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Two years ago, Easter brought warnings of traffic chaos, closed rail stations and crowded destinations, with staycationers expecting to enjoy hotter weather than those who had jetted off to Mallorca; but last year, with the four-day holiday falling in the early weeks of the first Covid-19 lockdown, no one was going anywhere.
This time, despite the first substantial easing of lockdown rules that potentially allows many to see family and friends for the first time in months, it does not look as if the traditional Easter mass getaway will reappear in 2021.
With overnight stays still banned in most of the UK, non-essential shops closed and chilly weather looming, motoring organisations are forecasting a quiet Easter.
The RAC and AA, who poll thousands of members before every bank holiday, predict a fraction of the normal leisure trips – edging over 2m on each of the busiest days, Friday and Saturday, according to the RAC. The AA says less than a third of their members expect to drive anywhere.
Visiting family is the primary reason for those who have made plans to drive – although only around one in 10 say they will definitely make the trip, the AA says, mostly on Easter Sunday.
The government’s coronavirus rules contain enough ambiguity to either encourage or deter longer trips: in England, “stay home” has been dropped, in favour of advice to “stay local” and avoid unnecessary trips. Although that does not rule out a day trip to visiting extended family in a private garden outdoors, with overnight stays still prohibited for another fortnight, many may wait.
RAC traffic spokesman Rod Dennis said: “Drivers have clearly got their eyes on Monday 12 April, which could be the day zoos, theme parks and other attractions reopen along with some accommodation. If the day does get confirmed by the government, and it coincides with fine weather, there’s every chance we could see a real rush on the roads in some parts of the country.”
For people in Scotland, all non-essential travel remains banned, although there could be more movement on Friday with the “stay home” rule giving way to “stay local”. The most freedom is in Wales, which ended its “stay local” rule last Saturday, as well as allowing families to go away overnight in self-contained accommodation. Tourists from England remain barred from crossing the border.
Only 4% of people were planning to drive to a beach or the countryside for outdoor recreation, the AA found, in polls conducted before the grim Easter weather forecast. After the hottest March day for 53 years on Tuesday, the mercury is set to tumble for the weekend – one thing that at least may feel more familiar for a British bank holiday than the heat of the last two Easters. The Met Office forecasts cooler conditions to spread across the UK for Friday, bringing unsettled weather – and for some, by Easter Sunday, even snow.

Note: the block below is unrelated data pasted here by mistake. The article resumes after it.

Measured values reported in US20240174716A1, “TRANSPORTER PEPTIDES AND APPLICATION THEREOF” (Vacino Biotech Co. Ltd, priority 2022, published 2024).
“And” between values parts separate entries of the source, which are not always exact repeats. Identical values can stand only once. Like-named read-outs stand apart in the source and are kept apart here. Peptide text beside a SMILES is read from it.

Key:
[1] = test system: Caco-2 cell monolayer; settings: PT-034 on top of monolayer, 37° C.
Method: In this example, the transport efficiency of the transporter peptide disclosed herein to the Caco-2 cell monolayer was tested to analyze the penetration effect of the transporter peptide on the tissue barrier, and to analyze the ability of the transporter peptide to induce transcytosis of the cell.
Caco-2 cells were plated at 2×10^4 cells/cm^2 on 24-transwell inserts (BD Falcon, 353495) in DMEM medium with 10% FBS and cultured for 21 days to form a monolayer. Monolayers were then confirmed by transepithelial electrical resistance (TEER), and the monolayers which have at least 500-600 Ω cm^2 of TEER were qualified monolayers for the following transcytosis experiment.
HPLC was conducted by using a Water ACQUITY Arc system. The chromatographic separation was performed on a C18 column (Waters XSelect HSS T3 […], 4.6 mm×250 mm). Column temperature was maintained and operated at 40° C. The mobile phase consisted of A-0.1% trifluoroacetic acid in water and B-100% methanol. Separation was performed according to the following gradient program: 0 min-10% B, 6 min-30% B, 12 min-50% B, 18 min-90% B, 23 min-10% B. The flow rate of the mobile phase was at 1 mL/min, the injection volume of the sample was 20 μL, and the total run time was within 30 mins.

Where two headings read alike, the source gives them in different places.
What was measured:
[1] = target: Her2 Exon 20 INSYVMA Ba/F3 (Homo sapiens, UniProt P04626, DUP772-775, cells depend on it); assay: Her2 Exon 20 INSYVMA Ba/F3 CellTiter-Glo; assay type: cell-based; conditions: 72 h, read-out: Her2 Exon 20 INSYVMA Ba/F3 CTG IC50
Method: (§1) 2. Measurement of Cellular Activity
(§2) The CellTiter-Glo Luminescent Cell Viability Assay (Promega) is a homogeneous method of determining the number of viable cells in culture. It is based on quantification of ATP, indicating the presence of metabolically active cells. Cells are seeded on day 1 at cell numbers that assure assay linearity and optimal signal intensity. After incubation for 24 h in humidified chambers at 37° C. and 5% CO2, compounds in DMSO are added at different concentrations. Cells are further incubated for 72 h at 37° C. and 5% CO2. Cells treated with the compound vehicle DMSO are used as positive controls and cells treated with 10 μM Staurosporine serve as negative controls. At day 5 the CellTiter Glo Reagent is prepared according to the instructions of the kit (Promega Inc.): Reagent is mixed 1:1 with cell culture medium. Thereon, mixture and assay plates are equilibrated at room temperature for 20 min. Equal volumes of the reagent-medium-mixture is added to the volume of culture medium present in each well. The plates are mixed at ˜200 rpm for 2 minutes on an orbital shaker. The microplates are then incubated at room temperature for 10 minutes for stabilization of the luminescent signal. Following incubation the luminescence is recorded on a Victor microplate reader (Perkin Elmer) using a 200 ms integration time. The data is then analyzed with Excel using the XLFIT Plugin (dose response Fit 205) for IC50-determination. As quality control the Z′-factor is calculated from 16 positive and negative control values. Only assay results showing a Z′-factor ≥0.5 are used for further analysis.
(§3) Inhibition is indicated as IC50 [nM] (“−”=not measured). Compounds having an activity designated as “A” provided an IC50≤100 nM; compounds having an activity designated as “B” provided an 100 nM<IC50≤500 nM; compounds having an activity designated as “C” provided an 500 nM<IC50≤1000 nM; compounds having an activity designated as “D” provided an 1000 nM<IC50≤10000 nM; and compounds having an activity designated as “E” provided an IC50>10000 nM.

There is, of course, no escape: international leisure travel is still banned until 17 May or beyond. Most airports will operate few flights over what is usually the busiest period of the year until the summer – more than 2 million people headed abroad for Easter in 2019.
The weather forecast has though defused anxiety among rail executives over a possible repeat of overcrowding on services to the coast, after trains to Bournemouth were overrun in a heatwave last July. Network Rail will carry out a £100m programme of engineering works, but cancellations on the major long-distance routes, the east and west coast lines, should prove less disruptive than normal. Only about 20% of usual passenger numbers are travelling on Britain’s trains, with 75% of normal schedules running.
A Rail Delivery Group spokesperson said the railway expected “a slight uplift in passengers over Easter but it is expected to be very quiet”. Engineering works will affect London North Eastern Railway services between London King’s Cross and Scotland, and Avanti trains between Euston and Glasgow, including complete closure of the line between Crewe and Liverpool. Other train services will also be disrupted around Warrington and Sheffield.
Despite this quiet Easter, bank holiday traffic may not be far away. Department for Transport figures show passenger numbers rose slightly on most public transport after Covid rules were relaxed on Monday – but the biggest leap was in car use. Private car journeys are at 78% of pre-Covid levels, their highest in 2021, far ahead of the recovery in public transport. With more attractions and indoor hospitality reopening from 17 May – when overnight stays in other people’s homes will also be permitted – the late May bank holiday could see gridlock restored.
Source: The Guardian
Keyword: Quiet Easter expected on UK roads as Covid rules deter most from travelling | UK news